Wind Power

World’s Largest Urban Windfarm Under Study

Three British companies have joined to investigate what could become the world’s largest city windfarm on a major industrial brownfield site on the south bank of the River Tees.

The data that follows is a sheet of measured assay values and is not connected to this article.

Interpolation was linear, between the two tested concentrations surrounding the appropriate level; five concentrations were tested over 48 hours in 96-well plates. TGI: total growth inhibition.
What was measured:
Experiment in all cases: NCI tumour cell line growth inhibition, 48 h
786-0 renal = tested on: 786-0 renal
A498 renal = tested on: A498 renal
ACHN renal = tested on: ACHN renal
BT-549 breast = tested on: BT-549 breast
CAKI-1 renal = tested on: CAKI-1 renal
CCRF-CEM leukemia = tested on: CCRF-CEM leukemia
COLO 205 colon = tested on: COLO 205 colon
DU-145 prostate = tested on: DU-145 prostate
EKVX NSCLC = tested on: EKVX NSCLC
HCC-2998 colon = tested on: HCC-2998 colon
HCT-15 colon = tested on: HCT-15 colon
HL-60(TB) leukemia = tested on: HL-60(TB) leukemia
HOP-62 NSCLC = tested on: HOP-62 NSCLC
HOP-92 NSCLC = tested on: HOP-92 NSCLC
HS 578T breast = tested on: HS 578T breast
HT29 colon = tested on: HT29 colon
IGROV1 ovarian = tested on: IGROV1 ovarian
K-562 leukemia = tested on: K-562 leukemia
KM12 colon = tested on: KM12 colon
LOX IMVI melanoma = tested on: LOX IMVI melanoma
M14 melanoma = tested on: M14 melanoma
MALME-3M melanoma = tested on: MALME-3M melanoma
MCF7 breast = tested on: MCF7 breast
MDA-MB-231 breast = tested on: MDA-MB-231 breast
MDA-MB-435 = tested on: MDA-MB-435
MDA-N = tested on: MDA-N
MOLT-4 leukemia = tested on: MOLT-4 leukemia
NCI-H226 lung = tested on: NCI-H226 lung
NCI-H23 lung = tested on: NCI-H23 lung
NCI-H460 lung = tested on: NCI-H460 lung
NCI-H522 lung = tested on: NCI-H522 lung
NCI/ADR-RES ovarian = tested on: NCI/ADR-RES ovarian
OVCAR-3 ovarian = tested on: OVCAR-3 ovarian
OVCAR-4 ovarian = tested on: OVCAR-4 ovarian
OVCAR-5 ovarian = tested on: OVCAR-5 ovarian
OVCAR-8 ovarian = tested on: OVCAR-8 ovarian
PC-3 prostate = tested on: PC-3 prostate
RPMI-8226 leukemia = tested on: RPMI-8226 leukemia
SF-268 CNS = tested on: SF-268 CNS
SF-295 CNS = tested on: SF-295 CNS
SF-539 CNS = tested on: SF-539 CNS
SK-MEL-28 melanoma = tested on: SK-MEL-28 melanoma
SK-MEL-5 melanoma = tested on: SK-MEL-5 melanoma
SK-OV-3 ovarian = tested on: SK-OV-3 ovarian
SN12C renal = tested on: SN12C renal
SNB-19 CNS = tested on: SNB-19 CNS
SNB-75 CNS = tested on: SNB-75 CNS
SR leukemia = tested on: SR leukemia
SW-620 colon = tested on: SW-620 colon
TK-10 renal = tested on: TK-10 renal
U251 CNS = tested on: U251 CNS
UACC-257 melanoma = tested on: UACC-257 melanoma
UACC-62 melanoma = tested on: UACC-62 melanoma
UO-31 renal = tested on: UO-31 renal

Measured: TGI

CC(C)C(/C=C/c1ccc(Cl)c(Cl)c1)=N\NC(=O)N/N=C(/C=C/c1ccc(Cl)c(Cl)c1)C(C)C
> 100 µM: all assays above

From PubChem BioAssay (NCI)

TEESSIDE, Britain, UK, 2001-09-06 [SolarAccess.com] Three British companies have joined to investigate what could become the world’s largest city windfarm on a major industrial brownfield site on the south bank of the River Tees. The TeesWind windfarm could include 30 turbines to generate electricity for 45,000 homes. Key factors to be studied include an analysis of wind patterns, where turbines could be located and an environmental impact analysis. The study is expected to take 18 months to complete, with construction of the project to start in 2003. Substantial grant assistance for the study was secured through the European Commission’s ALTENER program. The project is being managed by Renew North, which played a key role in getting the idea moving and in winning EU financial support. The £120,000 in funding assistance to prepare the TeesWind study is linked with similar projects in Austria and Belgium. Corus, Northern Electric Generation and AMEC Border Wind have joined in the project, and will work with local bodies and energy agencies. “TeesWind represents an innovative approach to dealing with large tracts of former industrial land which would otherwise remain underused for long periods of time,” says local councillor David Walsh. “There are, of course, planning issues to consider, but already the project provides a clear, visually exciting message that Teesside is moving forward in an environmentally responsible way, making use use of clean renewable energy and enjoying the benefits of the associated new jobs.” “The project would promote Teesside to the forefront of the government’s drive to promote renewable energy,” adds Graham Hillier of Corus. “The threat of climate change can be turned into an exciting opportunity to promote emerging clean technologies leading to new local industries and jobs.” Corus would supply the steel and engineering services to build the windfarm, located on company land within the Redcar and Cleveland boundary. AMEC Border Wind would design and establish the facility. Under federal regulations, Northern Electric Generation must obtain 10 percent of its electricity from renewable energy by 2010. Teesside is a major consumer of electricity and would gain from harnessing clean forms of power. The scale of the windfarm could be sufficient to attract a turbine manufacturer to set up a local production plant.